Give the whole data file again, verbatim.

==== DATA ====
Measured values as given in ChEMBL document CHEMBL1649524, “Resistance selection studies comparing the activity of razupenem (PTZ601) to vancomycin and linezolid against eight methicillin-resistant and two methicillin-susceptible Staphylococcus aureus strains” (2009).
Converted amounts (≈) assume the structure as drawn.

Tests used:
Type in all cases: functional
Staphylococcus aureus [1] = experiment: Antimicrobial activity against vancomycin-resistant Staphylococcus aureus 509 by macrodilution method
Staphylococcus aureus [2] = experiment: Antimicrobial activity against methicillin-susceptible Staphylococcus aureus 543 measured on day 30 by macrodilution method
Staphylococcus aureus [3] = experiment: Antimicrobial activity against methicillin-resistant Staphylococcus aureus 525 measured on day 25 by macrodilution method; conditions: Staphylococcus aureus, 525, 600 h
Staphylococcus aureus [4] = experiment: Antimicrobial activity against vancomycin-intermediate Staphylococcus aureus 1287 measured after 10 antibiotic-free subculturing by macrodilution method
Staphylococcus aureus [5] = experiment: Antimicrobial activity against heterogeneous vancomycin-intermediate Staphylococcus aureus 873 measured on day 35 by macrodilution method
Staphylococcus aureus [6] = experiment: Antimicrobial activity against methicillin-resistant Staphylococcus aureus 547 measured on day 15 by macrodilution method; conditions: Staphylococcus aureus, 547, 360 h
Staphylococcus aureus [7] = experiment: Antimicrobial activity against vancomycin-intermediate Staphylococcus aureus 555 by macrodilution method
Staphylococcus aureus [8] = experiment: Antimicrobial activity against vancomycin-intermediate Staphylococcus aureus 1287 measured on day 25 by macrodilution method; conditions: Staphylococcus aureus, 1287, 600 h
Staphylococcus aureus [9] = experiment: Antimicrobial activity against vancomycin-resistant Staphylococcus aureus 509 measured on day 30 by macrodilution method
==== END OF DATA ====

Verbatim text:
Measured values as given in ChEMBL document CHEMBL1649524, “Resistance selection studies comparing the activity of razupenem (PTZ601) to vancomycin and linezolid against eight methicillin-resistant and two methicillin-susceptible Staphylococcus aureus strains” (2009).
Converted amounts (≈) assume the structure as drawn.

Tests used:
Type in all cases: functional
Staphylococcus aureus [1] = experiment: Antimicrobial activity against vancomycin-resistant Staphylococcus aureus 509 by macrodilution method
Staphylococcus aureus [2] = experiment: Antimicrobial activity against methicillin-susceptible Staphylococcus aureus 543 measured on day 30 by macrodilution method
Staphylococcus aureus [3] = experiment: Antimicrobial activity against methicillin-resistant Staphylococcus aureus 525 measured on day 25 by macrodilution method; conditions: Staphylococcus aureus, 525, 600 h
Staphylococcus aureus [4] = experiment: Antimicrobial activity against vancomycin-intermediate Staphylococcus aureus 1287 measured after 10 antibiotic-free subculturing by macrodilution method
Staphylococcus aureus [5] = experiment: Antimicrobial activity against heterogeneous vancomycin-intermediate Staphylococcus aureus 873 measured on day 35 by macrodilution method
Staphylococcus aureus [6] = experiment: Antimicrobial activity against methicillin-resistant Staphylococcus aureus 547 measured on day 15 by macrodilution method; conditions: Staphylococcus aureus, 547, 360 h
Staphylococcus aureus [7] = experiment: Antimicrobial activity against vancomycin-intermediate Staphylococcus aureus 555 by macrodilution method
Staphylococcus aureus [8] = experiment: Antimicrobial activity against vancomycin-intermediate Staphylococcus aureus 1287 measured on day 25 by macrodilution method; conditions: Staphylococcus aureus, 1287, 600 h
Staphylococcus aureus [9] = experiment: Antimicrobial activity against vancomycin-resistant Staphylococcus aureus 509 measured on day 30 by macrodilution method